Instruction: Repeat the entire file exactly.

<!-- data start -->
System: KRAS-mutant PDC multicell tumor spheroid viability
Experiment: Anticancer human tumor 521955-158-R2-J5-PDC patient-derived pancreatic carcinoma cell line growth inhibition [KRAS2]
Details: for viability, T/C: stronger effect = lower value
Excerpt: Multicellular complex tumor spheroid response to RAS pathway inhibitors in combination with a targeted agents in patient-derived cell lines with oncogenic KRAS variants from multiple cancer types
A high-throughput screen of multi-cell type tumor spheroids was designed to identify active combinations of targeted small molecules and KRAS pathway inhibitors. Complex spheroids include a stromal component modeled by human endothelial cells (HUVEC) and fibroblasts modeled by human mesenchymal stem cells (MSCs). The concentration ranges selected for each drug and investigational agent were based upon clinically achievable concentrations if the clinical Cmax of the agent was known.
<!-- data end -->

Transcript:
System: KRAS-mutant PDC multicell tumor spheroid viability
Experiment: Anticancer human tumor 521955-158-R2-J5-PDC patient-derived pancreatic carcinoma cell line growth inhibition [KRAS2]
Details: for viability, T/C: stronger effect = lower value
Excerpt: Multicellular complex tumor spheroid response to RAS pathway inhibitors in combination with a targeted agents in patient-derived cell lines with oncogenic KRAS variants from multiple cancer types
A high-throughput screen of multi-cell type tumor spheroids was designed to identify active combinations of targeted small molecules and KRAS pathway inhibitors. Complex spheroids include a stromal component modeled by human endothelial cells (HUVEC) and fibroblasts modeled by human mesenchymal stem cells (MSCs). The concentration ranges selected for each drug and investigational agent were based upon clinically achievable concentrations if the clinical Cmax of the agent was known.